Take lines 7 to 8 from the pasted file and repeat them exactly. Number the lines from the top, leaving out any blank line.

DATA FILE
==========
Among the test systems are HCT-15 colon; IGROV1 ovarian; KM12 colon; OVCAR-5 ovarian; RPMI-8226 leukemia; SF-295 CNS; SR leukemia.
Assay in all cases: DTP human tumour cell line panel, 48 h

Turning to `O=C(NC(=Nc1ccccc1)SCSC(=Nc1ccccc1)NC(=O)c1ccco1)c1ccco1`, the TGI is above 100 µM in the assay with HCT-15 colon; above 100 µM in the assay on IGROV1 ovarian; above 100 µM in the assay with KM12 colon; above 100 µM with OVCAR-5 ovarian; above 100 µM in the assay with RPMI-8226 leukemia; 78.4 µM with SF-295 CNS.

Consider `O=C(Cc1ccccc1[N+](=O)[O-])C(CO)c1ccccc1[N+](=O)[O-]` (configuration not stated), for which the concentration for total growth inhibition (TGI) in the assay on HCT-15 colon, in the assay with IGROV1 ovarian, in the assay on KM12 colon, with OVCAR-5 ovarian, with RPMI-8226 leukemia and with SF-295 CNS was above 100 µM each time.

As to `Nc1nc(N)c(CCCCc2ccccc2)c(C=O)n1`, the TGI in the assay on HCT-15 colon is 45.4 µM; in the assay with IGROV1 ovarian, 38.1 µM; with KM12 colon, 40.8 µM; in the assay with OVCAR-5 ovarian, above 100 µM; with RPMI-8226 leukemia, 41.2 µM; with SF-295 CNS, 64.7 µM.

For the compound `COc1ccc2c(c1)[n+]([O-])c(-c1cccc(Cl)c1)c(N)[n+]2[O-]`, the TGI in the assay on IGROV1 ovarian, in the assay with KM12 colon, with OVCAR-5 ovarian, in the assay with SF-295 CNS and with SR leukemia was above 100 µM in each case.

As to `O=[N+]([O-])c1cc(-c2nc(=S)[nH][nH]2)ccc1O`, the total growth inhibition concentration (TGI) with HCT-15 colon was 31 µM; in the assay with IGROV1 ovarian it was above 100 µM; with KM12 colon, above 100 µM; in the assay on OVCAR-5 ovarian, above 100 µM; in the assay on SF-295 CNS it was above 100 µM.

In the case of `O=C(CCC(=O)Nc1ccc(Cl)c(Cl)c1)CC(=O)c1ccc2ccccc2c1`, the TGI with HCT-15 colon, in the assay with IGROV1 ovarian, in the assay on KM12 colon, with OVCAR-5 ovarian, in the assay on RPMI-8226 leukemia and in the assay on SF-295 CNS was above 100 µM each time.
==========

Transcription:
As to `O=[N+]([O-])c1cc(-c2nc(=S)[nH][nH]2)ccc1O`, the total growth inhibition concentration (TGI) with HCT-15 colon was 31 µM; in the assay with IGROV1 ovarian it was above 100 µM; with KM12 colon, above 100 µM; in the assay on OVCAR-5 ovarian, above 100 µM; in the assay on SF-295 CNS it was above 100 µM.

In the case of `O=C(CCC(=O)Nc1ccc(Cl)c(Cl)c1)CC(=O)c1ccc2ccccc2c1`, the TGI with HCT-15 colon, in the assay with IGROV1 ovarian, in the assay on KM12 colon, with OVCAR-5 ovarian, in the assay on RPMI-8226 leukemia and in the assay on SF-295 CNS was above 100 µM each time.